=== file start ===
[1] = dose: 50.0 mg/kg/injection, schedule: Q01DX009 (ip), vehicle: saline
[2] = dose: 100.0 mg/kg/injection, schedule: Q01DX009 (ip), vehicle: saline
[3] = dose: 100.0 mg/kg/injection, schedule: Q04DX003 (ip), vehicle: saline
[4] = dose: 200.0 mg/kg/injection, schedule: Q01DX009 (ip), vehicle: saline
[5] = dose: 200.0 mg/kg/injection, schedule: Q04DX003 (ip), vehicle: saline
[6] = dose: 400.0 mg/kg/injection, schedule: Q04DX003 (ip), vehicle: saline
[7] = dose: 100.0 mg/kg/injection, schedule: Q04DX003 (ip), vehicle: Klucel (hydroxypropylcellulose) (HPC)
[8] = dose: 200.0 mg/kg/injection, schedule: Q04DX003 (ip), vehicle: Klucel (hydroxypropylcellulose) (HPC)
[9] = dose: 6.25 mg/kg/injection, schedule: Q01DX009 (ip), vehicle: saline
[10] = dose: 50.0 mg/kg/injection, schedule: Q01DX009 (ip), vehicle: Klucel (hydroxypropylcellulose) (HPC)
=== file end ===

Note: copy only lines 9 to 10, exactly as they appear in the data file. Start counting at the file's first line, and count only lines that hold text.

[9] = dose: 6.25 mg/kg/injection, schedule: Q01DX009 (ip), vehicle: saline
[10] = dose: 50.0 mg/kg/injection, schedule: Q01DX009 (ip), vehicle: Klucel (hydroxypropylcellulose) (HPC)